I’ve been recently trying to learn how to use encoders. From the documentation, it seems that the only method that is useful for setup is the setDistancePerPulse method and maybe the setSamplesToAverage method. However, the documentation isn’t very clear on how to determine the value to pass in. I looked over various CD threads and there seemed confusion on what calculation to use. Some said to use: 1 / encoder’s pulse per revolution (ppr). Others seemed to say to use: the circumference of the wheel (wheel diameter * Pi) / encoder’s ppr. I would like to know which calculation to use and some insight into why the other one wouldn’t work.

A lot of threads also seemed to be using the E4T optical encoder, but I would like to use the AMT103-V encoder with a resolution of 1024 ppr.

If you are using setDistancePerPulse, then what you pass it needs to be a distance value equal to the travel associated with a single encoder pulse.
This means inches have to be included in your calculation somewhere.

(wheel diameter * Pi) (inches) / encoder’s ppr
breaks down to inches (or centimeters if you’d rather) per encoder pulse.

Perhaps think of it as the distance traveled by the wheel during one full rotation of the encoder (wherever it is mounted), say 6 inches, divided by the number of pulses you are using (for instance 1x vs 4x returns different ppr for the same encoder). In your case that might be 6 inches of wheel travel divided by 1024 counts per one full revolution of the encoder.

A sanity check would be to:

lay out a tape measure on the floor

zero your encoder readings (display them somehow)

push the robot a fixed distance
*]Divide the distance pushed by the encoder counts

There is no “correct” value to pass, it is determined by your use case. You must make a decision about the units you want the encoder to read in (for a drive encoder, this might be inches, feet, or rotations - there’s no “correct” choice), and then determine the value to pass from the encoder’s PPR and the geometry/mechanics of the mechanism.

As a rule, you should always seek to understand the concept behind a calculation, rather than simply to memorize the calculation itself. Think about the two suggested calculations you mentioned. What would each of those return after one full turn of the encoder? Dimensional analysis is your friend here.

Thanks, it’s starting to make sense now. Essentially, the numerator represents one unit of distance, right? For instance, if you use the circumference of the wheel, the returned distance would be measured in rotations of the wheel.

I am still confused on the ppr. How does the decoding factor (1x, 2x, 4x) change the encoder’s ppr? With the E4T encoder, the ppr is 1440 but with 4x, I saw many treating the ppr like it was 360. The AMT103-V encoder can have different ppr based on what you set its switches, so I assume this encoder works more or less the same as the E4T one asides from the different resolution. Also, what does it mean by an encoder’s cycles per revolution (cpr)?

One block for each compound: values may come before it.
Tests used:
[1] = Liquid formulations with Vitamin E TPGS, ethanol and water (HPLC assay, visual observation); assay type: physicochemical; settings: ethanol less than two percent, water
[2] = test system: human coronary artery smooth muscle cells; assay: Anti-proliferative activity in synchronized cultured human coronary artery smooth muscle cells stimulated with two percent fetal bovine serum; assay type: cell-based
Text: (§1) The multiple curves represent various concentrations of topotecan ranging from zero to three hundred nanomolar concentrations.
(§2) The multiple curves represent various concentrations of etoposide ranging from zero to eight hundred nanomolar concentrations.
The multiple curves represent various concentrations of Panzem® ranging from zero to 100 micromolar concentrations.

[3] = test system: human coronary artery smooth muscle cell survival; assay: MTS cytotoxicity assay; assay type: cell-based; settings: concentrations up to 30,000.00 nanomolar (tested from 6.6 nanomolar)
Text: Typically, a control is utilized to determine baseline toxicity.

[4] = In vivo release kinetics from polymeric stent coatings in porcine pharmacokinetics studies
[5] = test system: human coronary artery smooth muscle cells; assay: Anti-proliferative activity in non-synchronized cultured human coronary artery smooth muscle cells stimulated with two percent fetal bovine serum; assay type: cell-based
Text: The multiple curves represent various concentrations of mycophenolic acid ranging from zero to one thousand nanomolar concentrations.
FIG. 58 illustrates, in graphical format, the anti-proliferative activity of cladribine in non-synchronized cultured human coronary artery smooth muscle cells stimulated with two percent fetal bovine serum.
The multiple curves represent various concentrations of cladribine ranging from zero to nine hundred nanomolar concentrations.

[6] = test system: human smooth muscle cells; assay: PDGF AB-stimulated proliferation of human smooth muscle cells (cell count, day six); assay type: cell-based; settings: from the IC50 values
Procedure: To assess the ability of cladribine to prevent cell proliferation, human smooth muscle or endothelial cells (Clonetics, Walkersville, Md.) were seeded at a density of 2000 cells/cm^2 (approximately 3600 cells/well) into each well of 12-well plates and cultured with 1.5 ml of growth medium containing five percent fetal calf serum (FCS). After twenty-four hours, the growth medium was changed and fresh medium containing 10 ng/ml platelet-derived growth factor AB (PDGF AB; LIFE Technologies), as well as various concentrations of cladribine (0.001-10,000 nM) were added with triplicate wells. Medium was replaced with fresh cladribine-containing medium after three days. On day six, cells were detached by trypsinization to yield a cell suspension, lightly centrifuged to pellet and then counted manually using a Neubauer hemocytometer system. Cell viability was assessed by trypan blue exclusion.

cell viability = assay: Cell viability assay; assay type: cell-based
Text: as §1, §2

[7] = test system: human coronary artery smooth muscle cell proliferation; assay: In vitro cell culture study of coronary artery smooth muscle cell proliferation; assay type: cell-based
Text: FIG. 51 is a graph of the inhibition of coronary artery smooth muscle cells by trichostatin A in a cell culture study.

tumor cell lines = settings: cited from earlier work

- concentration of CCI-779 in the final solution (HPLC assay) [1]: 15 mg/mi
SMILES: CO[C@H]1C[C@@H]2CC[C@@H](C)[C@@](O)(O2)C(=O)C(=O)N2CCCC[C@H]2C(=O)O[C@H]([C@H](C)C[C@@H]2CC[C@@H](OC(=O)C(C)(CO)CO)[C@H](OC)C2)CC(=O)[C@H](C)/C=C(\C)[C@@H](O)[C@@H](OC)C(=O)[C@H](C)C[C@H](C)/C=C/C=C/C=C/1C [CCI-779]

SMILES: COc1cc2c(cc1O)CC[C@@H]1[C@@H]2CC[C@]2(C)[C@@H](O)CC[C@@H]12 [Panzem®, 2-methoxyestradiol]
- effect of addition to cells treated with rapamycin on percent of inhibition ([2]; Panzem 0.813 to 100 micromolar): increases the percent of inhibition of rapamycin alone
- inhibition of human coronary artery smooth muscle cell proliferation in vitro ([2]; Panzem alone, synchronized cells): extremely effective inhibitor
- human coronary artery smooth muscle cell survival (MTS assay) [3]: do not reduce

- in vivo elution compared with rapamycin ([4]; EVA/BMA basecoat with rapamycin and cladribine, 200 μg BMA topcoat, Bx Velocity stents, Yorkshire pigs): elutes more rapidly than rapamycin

You’re almost there, but not quite. “Distance per pulse” is the conversion factor between displacement measured in encoder pulses, and displacement measured in an arbitrary unit of your choosing. That is to say,

You suggest that setting the numerator to the circumference of the wheel will yield displacement measured in rotations. Does this hold up if we go through the dimensional analysis? Imagine turning the wheel one rotation (assuming the encoder is mounted to the wheel shaft). The resulting displacement in pulses will be (by definition) the PPR of the encoder. What do you get when you multiply PPR by (wheel circumference)/PPR? How might this value relate to the corresponding movement of the robot?

I am still confused on the ppr. How does the decoding factor (1x, 2x, 4x) change the encoder’s ppr? With the E4T encoder, the ppr is 1440 but with 4x, I saw many treating the ppr like it was 360. The AMT103-V encoder can have different ppr based on what you set its switches, so I assume this encoder works more or less the same as the E4T one asides from the different resolution. Also, what does it mean by an encoder’s cycles per revolution (cpr)?

As per the documentation, the decoding factor changes nothing for WPILIB’s handling of encoder distance conversions, so you should always use the full PPR.

Encoder resolution is sometimes given in CPR, which is simply PPR/4. The reason for this is that the encoders we use are “quadrature” encoders, which means the signal they generate is periodic with each period containing four pulses. This is done so that the encoder can distinguish movement in different directions, and the details of how it works can be found on wikipedia.

The AMT-103 is great, but if you want more precision you’ll need to put an encoder on your wheel shafts. This can be done with the AMT or with a shafted encoder. If you have a Talon SRX, the Mag Encoders are pretty good too.
The units you use are arbitrary. For linear distance converting to inches may make sense, but the easiest way is to just do as Mark suggested and directly measure it.

Now, say you would like to mount the encoder onto the gearbox instead of the wheel shaft. Then, using dimensional analysis, how would you factor in the teeth on the gears or, for instance, if the output shaft rotates 1 time for every 1/4 turn of the input shaft.

Well, let’s think through it. If our encoder is on our motor shaft, and there’s a 4:1 reduction between the motor and our robot’s wheels (what you described would actually be 1:4, but you’re never going to gear up for an actual drive), then if we turn the robot’s wheel one full rotation, the motor shaft turns 4 times. Thus, the number of encoder pulses for one wheel turn becomes 4*PPR, rather than PPR. So, what do we have to do to the conversion factor to account for this?